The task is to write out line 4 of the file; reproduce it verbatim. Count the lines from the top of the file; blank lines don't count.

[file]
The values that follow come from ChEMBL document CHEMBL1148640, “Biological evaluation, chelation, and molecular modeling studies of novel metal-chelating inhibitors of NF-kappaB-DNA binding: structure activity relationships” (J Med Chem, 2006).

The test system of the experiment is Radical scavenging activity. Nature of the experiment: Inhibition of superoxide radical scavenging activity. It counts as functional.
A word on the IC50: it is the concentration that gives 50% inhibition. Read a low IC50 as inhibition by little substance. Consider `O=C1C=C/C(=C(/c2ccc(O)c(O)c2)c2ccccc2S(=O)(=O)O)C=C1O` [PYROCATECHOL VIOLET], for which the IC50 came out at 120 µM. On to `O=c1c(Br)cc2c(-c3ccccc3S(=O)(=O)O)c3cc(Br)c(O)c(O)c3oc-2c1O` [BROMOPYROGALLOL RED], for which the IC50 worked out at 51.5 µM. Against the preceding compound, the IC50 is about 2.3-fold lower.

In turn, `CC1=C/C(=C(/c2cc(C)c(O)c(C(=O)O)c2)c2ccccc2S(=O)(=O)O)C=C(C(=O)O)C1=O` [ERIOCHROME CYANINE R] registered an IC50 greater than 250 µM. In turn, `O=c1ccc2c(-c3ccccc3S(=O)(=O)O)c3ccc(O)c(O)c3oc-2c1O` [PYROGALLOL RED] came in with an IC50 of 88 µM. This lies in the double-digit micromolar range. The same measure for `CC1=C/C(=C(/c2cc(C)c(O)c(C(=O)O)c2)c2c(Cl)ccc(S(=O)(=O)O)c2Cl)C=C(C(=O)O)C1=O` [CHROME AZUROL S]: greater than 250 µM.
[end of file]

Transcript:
In turn, `CC1=C/C(=C(/c2cc(C)c(O)c(C(=O)O)c2)c2ccccc2S(=O)(=O)O)C=C(C(=O)O)C1=O` [ERIOCHROME CYANINE R] registered an IC50 greater than 250 µM. In turn, `O=c1ccc2c(-c3ccccc3S(=O)(=O)O)c3ccc(O)c(O)c3oc-2c1O` [PYROGALLOL RED] came in with an IC50 of 88 µM. This lies in the double-digit micromolar range. The same measure for `CC1=C/C(=C(/c2cc(C)c(O)c(C(=O)O)c2)c2c(Cl)ccc(S(=O)(=O)O)c2Cl)C=C(C(=O)O)C1=O` [CHROME AZUROL S]: greater than 250 µM.